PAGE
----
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Understanding the Polio Surveillance System

Watch Riris Adondo Ahmad explain key features and considerations of the polio surveillance system. (Step 2.6)
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SPEAKER: Polio surveillance rely on Acute Flaccid Paralysis surveillance. We use both, passive, in which health care workers routinely reporting cases, and active surveillance, in which we try to actively find case in community. So why we need AFP instead of polio cases? Yes, because several other conditions may look like polio, such as Guillain-Barré Syndrome, and just relying on what clinician thinks is polio means that some cases of polio will be missed. So information on all quick-onset floppy paralysis in children is collected by the polio surveillance system.
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Here we see Dr. Siddique, a focal point for Acute Flaccid Paralysis, examines a child in Mirwais Regional Hospital in Kandahar, Afghanistan. So now, let’s discuss the AFP surveillance processes. But before that, I would like you to describe the process of the surveillance system from your reading, right. AFP surveillance process consists of One, finding and reporting children under 15 years old with AFP. Here, Surveillance Medical Officer [? pore ?] [? over ?] medical record in the health facility across the world. Second, transporting stool sample for analysis, as in the photo here. Two-two samples from every child with AFP, taken hours apart, are carefully packaged and stored by the Surveillance Medical Officer.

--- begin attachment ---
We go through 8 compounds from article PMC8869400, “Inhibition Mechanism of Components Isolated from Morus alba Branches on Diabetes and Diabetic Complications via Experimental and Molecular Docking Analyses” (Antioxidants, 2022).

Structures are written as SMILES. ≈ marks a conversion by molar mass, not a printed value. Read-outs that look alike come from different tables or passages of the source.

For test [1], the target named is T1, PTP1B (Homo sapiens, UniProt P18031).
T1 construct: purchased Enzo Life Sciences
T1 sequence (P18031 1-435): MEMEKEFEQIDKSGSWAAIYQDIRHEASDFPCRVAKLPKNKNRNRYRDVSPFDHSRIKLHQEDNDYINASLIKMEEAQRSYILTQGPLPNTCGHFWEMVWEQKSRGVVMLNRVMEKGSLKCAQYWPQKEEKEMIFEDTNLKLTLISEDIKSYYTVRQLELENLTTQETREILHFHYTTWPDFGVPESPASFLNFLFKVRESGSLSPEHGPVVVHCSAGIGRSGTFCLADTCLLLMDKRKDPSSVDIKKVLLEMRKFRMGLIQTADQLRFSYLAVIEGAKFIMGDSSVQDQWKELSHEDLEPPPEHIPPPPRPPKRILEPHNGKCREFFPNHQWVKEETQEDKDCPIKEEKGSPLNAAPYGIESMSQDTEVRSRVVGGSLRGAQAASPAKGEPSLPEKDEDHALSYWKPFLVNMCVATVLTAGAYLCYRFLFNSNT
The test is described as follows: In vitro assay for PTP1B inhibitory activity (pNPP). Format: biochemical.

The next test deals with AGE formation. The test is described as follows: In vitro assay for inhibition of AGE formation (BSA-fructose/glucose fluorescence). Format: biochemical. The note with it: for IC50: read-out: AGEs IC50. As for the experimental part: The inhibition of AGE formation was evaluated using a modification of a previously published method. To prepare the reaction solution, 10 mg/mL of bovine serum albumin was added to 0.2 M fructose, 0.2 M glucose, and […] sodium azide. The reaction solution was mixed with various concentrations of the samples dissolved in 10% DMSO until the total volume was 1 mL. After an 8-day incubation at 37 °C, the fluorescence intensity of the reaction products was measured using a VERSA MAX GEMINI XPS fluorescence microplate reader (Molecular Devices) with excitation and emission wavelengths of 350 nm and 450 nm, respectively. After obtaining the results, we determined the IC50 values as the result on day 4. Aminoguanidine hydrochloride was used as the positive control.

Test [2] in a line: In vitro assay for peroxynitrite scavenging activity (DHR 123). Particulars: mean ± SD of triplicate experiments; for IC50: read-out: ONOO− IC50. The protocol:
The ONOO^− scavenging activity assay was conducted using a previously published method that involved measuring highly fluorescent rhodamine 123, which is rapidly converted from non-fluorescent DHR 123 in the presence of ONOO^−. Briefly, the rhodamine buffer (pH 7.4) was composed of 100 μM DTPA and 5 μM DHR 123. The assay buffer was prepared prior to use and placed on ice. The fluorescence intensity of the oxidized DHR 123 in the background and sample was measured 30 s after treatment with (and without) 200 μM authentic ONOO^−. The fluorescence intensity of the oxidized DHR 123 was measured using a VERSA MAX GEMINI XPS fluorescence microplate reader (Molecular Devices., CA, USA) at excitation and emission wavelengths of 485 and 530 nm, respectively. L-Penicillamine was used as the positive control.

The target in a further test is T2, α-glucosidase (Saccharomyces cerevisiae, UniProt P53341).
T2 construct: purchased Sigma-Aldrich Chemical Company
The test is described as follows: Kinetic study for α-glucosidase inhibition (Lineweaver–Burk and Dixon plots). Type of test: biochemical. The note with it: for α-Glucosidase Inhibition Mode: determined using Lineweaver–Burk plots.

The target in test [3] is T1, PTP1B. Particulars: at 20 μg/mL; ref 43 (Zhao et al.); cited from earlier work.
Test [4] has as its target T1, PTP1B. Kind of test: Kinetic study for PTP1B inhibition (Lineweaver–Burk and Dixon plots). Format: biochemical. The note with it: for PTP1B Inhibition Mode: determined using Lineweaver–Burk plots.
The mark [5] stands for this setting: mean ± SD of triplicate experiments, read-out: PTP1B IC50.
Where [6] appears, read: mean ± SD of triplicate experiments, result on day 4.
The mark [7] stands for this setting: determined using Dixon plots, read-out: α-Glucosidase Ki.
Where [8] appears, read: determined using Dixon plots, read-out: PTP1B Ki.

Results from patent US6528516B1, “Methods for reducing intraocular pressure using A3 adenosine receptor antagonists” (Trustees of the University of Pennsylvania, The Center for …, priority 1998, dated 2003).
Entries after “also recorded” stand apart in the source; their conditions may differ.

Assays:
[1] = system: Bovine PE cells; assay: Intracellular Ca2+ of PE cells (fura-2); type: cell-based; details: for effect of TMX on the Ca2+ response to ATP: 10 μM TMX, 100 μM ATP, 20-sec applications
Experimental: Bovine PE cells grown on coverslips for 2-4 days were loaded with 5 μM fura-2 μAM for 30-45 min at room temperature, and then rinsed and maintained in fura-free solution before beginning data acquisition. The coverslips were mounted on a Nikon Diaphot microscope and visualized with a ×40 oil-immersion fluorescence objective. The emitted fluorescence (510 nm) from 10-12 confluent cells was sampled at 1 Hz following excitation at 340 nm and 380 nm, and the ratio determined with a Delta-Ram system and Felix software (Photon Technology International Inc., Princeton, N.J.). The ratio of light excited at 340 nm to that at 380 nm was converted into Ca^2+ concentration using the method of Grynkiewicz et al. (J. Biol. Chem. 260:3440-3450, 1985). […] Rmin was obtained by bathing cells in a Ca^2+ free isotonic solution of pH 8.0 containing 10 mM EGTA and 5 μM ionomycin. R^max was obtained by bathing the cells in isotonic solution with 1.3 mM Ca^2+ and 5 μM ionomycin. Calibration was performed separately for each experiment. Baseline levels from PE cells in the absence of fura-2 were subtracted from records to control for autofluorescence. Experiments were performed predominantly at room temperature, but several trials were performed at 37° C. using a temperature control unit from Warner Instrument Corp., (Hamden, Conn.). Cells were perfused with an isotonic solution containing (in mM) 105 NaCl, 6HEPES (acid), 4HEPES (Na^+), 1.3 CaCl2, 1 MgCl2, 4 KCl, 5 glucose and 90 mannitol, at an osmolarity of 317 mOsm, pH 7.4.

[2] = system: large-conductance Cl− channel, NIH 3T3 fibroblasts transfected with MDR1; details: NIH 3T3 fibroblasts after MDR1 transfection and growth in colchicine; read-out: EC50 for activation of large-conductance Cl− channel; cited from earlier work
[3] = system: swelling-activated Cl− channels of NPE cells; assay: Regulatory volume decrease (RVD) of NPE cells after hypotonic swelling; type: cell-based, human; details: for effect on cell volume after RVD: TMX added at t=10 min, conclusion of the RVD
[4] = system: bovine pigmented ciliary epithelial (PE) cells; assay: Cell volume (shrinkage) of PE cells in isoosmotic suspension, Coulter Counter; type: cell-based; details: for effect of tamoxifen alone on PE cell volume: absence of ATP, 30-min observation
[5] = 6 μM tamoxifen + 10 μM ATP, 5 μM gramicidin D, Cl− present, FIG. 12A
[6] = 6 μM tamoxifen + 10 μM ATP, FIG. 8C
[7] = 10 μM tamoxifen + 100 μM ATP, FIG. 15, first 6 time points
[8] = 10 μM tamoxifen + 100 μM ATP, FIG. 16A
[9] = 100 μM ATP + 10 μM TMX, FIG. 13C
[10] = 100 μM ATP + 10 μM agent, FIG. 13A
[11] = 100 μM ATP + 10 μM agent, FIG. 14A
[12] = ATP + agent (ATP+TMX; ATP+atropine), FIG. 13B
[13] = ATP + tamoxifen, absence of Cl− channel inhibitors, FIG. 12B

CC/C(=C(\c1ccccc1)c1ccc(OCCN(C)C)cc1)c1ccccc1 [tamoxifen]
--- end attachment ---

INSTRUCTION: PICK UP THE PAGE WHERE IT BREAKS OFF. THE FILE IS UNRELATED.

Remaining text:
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This photo is from Bangladesh, and shows stool samples ready to be transported to the National Polio and Measles Laboratory in Dhaka. Its samples must travel with [? full ?] ice pack and must reach the lab within 12 hours of having left the hospital, even when traveling from the furthermost district of Bangladesh. The third step is isolating the polio virus in the laboratory. In this picture, we see a sample, [? and ?] this [? is in ?] room. Its delivery is recorded. And in 2014, in Bangladesh, there are 3,112 samples, were received and processed at this laboratory from all over Bangladesh.
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From here they are taken into sample processing room in isolation, the sample is open and process, and this process can take 2 to 5 days. And then we need to do mapping of the virus to determine the origin and the strain of the virus.